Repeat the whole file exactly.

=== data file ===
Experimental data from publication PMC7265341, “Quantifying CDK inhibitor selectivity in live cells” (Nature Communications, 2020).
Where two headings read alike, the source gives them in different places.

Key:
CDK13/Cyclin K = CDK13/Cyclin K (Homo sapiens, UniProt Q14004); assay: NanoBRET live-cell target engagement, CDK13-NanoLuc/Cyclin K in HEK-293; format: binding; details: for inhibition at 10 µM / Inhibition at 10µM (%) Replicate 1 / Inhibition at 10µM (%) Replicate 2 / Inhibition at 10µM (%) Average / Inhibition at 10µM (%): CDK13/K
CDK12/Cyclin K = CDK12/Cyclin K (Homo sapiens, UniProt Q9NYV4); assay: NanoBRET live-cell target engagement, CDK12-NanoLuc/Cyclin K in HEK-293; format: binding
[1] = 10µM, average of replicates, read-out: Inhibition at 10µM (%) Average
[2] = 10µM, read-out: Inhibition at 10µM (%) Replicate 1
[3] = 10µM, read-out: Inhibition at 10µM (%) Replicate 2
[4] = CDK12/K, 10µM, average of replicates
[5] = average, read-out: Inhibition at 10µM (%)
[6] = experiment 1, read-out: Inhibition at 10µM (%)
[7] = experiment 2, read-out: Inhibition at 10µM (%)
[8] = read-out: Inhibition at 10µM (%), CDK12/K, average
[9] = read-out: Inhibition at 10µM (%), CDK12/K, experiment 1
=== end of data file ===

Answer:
Experimental data from publication PMC7265341, “Quantifying CDK inhibitor selectivity in live cells” (Nature Communications, 2020).
Where two headings read alike, the source gives them in different places.

Key:
CDK13/Cyclin K = CDK13/Cyclin K (Homo sapiens, UniProt Q14004); assay: NanoBRET live-cell target engagement, CDK13-NanoLuc/Cyclin K in HEK-293; format: binding; details: for inhibition at 10 µM / Inhibition at 10µM (%) Replicate 1 / Inhibition at 10µM (%) Replicate 2 / Inhibition at 10µM (%) Average / Inhibition at 10µM (%): CDK13/K
CDK12/Cyclin K = CDK12/Cyclin K (Homo sapiens, UniProt Q9NYV4); assay: NanoBRET live-cell target engagement, CDK12-NanoLuc/Cyclin K in HEK-293; format: binding
[1] = 10µM, average of replicates, read-out: Inhibition at 10µM (%) Average
[2] = 10µM, read-out: Inhibition at 10µM (%) Replicate 1
[3] = 10µM, read-out: Inhibition at 10µM (%) Replicate 2
[4] = CDK12/K, 10µM, average of replicates
[5] = average, read-out: Inhibition at 10µM (%)
[6] = experiment 1, read-out: Inhibition at 10µM (%)
[7] = experiment 2, read-out: Inhibition at 10µM (%)
[8] = read-out: Inhibition at 10µM (%), CDK12/K, average
[9] = read-out: Inhibition at 10µM (%), CDK12/K, experiment 1